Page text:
The Best Types of Coffee Grinders You Can Buy

Why is it important to get the grind right?

It’s no secret that Americans, especially young Americans, spend a good chunk of change on coffee. In fact, the average American spends over £800 every year on their caffeine buzz.

It’s not just Americans that love coffee, either. In 2018, over £6 billion worth of coffee was sold in the UK, beating out tea sales by a longshot.

And hey, we’re not knocking the caffeine-craving lifestyle. With seven different types of coffee to choose from in our shop, you know we love coffee as much as you do. But we believe that every cup of coffee should be delicious!

Grinding your coffee beans at home is just one of many ways that you can boost your coffee’s flavor. Read on to find out more about coffee grinders and which ones we think are the absolute best.

Why grind your own beans?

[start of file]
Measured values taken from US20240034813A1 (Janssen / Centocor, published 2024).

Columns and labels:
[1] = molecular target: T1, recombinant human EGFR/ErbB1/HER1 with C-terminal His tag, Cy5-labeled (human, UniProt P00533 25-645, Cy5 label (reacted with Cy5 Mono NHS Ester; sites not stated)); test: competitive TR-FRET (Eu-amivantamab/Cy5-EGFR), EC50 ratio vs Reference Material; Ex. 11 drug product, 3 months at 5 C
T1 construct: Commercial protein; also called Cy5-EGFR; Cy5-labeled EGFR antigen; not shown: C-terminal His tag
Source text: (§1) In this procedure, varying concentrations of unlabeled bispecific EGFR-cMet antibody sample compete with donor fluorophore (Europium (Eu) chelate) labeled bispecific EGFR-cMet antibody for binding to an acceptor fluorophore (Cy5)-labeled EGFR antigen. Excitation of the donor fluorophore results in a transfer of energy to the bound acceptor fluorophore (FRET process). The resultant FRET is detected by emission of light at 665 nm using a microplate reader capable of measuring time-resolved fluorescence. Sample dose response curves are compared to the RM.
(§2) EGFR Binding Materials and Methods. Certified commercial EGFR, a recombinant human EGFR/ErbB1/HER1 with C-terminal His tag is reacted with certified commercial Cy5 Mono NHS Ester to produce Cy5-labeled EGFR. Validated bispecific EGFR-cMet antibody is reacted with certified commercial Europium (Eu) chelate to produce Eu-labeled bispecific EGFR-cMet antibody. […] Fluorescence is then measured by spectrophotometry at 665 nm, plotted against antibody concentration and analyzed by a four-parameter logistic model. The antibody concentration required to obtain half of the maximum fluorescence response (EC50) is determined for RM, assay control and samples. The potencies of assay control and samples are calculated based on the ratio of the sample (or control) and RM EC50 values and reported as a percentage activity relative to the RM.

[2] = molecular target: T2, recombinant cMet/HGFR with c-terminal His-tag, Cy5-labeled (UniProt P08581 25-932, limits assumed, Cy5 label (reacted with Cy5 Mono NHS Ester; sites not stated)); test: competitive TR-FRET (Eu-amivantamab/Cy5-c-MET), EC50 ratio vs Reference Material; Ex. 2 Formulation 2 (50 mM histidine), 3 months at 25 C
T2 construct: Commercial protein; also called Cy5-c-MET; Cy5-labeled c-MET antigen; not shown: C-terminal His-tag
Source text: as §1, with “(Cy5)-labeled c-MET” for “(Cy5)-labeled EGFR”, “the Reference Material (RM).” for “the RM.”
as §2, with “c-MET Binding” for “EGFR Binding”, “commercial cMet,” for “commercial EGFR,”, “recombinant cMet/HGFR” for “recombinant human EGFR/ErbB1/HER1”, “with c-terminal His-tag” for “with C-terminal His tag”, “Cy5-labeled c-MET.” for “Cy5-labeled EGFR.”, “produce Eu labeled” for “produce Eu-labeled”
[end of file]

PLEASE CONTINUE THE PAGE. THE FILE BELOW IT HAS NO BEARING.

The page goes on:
After coffee beans are roasted, they need to be ground to release the oils and gases that give coffee that great aroma and flavor.

Waiting to grind your coffee until right before you brew it can help to keep those oils and gases intact until you’re ready for them. Oxygen, moisture, and CO2 can alter the chemical state of your coffee grounds over time. A whole bean, however, can act as protective armor until you’re ready to grind and brew.

Grinding your own beans will also allow you to control the size of your grind. Depending on your brewing method, certain grinds are more optimal than others. (Which is why we offer different grind options for those of us who don’t want to grind the beans ourselves but still want the perfect cup!)